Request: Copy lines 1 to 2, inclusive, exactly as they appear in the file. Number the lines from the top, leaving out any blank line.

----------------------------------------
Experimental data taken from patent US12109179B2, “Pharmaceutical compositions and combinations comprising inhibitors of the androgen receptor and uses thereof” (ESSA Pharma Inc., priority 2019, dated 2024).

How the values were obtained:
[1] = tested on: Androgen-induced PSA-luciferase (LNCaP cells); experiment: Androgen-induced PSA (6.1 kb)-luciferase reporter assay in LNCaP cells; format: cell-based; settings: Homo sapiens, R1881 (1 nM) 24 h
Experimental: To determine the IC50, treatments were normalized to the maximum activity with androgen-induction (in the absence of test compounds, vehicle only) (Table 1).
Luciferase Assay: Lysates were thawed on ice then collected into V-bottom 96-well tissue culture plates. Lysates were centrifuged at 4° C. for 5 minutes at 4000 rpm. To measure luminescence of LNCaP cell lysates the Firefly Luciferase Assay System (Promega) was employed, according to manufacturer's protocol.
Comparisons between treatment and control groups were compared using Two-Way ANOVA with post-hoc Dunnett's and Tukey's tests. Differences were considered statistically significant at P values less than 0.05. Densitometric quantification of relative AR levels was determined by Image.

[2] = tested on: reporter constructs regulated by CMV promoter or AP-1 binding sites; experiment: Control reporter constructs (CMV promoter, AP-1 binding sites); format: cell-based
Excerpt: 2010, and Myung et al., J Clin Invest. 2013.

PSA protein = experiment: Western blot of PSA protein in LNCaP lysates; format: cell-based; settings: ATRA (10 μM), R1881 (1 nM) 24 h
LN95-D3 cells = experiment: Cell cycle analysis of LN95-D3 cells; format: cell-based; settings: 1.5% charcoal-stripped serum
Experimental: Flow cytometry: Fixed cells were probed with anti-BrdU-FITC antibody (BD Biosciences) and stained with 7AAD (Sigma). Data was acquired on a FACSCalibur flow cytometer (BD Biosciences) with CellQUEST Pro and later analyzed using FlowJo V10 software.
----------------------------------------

Experimental data taken from patent US12109179B2, “Pharmaceutical compositions and combinations comprising inhibitors of the androgen receptor and uses thereof” (ESSA Pharma Inc., priority 2019, dated 2024).

How the values were obtained: